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Including the people in your transformation

Jan. 2, 2020

Developing an employee-first strategy during periods of change. 

By Keith Kitani, CEO of GuideSpark

Despite implementing the most innovative technologies, cutting-edge robotics and automation, digital workflows and paperless systems, some of the world’s most well-run, otherwise successful companies have failed to recognize that technology doesn’t transform the business, people do. And, without the buy-in and adoption of new systems and methodologies among the workforce, it’s virtually impossible for any digital transformation effort to be successful.

GuideSpark's Keith Kitani

While it’s true that digital transformation can drive major gains in efficiency, production output and overall business growth, it requires the investment and commitment of the people who will use these digital tools in order to succeed. Here’s how manufacturers can achieve successful digital transformation with a people-first strategy:

1) Understand their points of view. Most manufacturing industries have a long-tenured workforce; decades-long employment is quite common. Add to this the potential for labor-relations issues, with union representation accustomed to fighting to keep members’ jobs. In this environment, any talk of digitization and automation can be interpreted as job loss. While eliminating some roles and reskilling or retraining employees may be unavoidable, be sure to carefully understand and consider your employees’ perspective on the proposed change. If they fear they’ll lose the job they’ve held for 20+ years, their first instinct will be to resist the change, even if it’s beneficial for them. Make sure you consider these perspectives carefully as you prepare a communication plan.

2) Focus on the why. Too often organizations get caught up in implementing the change, and overlook explaining to the workforce why it matters. Lacking this context, employees are resistant to get onboard, and more likely to be suspicious. Instead, explain clearly how the initiative will benefit the business and them as individuals. Communicate why their participation matters—it is vital to the success and survival of the company. When employees understand the why, they’re more willing to participate and may even have great ideas to share that can streamline the process.

3) Empower managers. Front-line managers are key to driving change in manufacturing organizations and ensuring their alignment is critical. In many cases, these direct supervisors are the only interaction production teams have with leadership, so they must be equipped to coach employees and answer questions in line with company goals, objectives and key messages. Because of their one-on-one role with employees, managers are also in a unique position to observe and reward performance. Giving managers autonomy and control in compensation and other incentives can substantially increase employee satisfaction and change-readiness.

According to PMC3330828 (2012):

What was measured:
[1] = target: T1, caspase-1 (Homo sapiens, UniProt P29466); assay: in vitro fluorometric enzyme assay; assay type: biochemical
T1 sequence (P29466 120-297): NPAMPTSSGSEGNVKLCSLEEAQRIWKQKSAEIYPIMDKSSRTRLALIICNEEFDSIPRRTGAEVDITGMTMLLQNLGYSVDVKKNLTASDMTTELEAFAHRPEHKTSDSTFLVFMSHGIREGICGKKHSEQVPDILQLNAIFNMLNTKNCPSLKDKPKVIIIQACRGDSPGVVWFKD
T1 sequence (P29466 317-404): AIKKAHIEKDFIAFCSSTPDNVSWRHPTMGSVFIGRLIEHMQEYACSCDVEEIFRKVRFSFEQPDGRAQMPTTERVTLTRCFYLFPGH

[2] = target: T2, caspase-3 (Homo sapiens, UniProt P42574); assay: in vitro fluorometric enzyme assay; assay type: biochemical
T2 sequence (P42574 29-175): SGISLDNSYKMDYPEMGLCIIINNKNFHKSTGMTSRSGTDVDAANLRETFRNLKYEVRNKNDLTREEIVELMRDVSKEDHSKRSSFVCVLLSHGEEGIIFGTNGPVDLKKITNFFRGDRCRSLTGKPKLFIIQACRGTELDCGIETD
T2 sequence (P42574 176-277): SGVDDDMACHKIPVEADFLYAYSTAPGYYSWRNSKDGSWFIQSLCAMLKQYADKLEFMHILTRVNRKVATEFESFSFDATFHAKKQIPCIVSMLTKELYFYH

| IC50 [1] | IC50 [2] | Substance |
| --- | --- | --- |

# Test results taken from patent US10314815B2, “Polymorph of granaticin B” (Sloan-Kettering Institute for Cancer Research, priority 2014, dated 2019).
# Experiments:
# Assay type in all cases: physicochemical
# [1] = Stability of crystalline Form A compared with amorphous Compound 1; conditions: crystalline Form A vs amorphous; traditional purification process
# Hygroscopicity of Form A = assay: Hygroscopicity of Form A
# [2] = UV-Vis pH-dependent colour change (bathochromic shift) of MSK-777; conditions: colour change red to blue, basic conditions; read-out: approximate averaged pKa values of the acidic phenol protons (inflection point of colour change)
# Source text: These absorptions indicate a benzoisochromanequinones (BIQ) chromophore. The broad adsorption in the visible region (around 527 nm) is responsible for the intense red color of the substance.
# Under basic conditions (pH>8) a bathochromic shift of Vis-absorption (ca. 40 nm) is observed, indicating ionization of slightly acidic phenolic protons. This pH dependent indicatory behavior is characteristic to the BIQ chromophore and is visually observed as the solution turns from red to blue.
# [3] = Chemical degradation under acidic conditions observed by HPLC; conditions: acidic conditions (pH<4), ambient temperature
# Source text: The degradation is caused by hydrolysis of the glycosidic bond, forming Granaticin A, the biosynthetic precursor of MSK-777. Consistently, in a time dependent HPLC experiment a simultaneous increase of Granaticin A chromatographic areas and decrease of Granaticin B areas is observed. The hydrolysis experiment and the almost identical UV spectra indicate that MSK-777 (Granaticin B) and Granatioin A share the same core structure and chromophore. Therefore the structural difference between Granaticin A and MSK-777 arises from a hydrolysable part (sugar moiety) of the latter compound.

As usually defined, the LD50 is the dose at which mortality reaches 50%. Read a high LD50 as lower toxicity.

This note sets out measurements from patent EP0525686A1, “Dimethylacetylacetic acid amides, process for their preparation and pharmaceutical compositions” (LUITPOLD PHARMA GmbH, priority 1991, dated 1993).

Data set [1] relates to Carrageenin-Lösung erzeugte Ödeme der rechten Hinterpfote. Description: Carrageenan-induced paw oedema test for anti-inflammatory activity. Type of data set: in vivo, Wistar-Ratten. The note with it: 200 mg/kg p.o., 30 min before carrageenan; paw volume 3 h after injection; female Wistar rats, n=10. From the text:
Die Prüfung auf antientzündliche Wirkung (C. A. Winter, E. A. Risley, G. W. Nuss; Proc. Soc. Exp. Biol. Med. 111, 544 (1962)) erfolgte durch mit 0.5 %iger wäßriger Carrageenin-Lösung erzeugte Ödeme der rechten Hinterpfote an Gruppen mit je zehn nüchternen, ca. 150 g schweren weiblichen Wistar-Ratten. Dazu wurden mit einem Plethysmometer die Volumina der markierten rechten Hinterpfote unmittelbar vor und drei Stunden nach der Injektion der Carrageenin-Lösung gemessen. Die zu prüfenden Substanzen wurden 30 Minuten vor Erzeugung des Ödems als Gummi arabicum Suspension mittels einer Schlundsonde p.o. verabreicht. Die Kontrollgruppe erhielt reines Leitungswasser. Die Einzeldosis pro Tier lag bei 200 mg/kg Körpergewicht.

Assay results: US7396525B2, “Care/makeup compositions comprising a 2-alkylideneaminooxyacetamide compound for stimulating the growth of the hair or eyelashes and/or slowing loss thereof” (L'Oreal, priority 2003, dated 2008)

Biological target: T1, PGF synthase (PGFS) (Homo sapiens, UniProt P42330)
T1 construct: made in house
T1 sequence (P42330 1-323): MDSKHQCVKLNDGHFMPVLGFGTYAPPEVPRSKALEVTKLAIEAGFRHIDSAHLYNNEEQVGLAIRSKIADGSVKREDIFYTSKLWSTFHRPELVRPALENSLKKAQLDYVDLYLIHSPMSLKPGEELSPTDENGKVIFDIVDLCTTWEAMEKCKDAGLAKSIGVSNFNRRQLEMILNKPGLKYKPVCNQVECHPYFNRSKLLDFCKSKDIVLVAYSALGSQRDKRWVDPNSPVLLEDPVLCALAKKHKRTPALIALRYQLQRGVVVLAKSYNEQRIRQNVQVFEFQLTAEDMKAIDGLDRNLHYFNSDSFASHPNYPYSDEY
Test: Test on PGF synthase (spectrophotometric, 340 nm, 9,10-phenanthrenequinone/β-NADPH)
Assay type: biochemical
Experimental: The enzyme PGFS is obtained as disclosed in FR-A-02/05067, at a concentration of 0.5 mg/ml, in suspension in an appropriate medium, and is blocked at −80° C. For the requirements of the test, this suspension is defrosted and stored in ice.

4) Tailor the message. Each employee approaches change differently based on their role, age, length of employment and even their individual learning style. That means a one-size fits all approach will not work, and it’s why 75% of companies struggle to get the right information to the right people. To overcome this hurdle, you must tailor the digital-transformation message for different audiences to meet them where they are in their role and journey. Even the channels you choose matter: younger employees expect digital, interactive experiences, where older, less-tech-inclined staff may be intimidated by that approach. Use the right language and the right medium to reach each audience.

5) Invest in communication. Failure to invest in a communications plan is a major mistake in any digital-transformation effort. Becoming a change-ready organization is a long-term process that extends far beyond a single announcement. It demands ongoing, two-way communication to create a culture of collaboration and continuous improvement. Building this into your digital-transformation plan from the beginning is a vital foundation to any successful implementation.

6) Use communication data to learn and iterate. It’s impossible to completely predict people transformation, so start with best practices, measure engagement and then iterate. Communication doesn’t have to be based on “feel” only anymore.  

7) Prepare for a journey. People transformations take time, usually much longer than system or process transformations. Each audience may need a slightly different communication journey to engage, so you need to be ready for the long haul.

Embarking on a digital-transformation journey is a massive, complex undertaking for manufacturers. With so much on the line, it’s imperative to have your entire team onboard to ensure the smoothest possible process. By establishing a firm foundation with a culture that is change-ready, your organization can be prepared to tackle the obstacles and opportunities that await. There are sure to be many.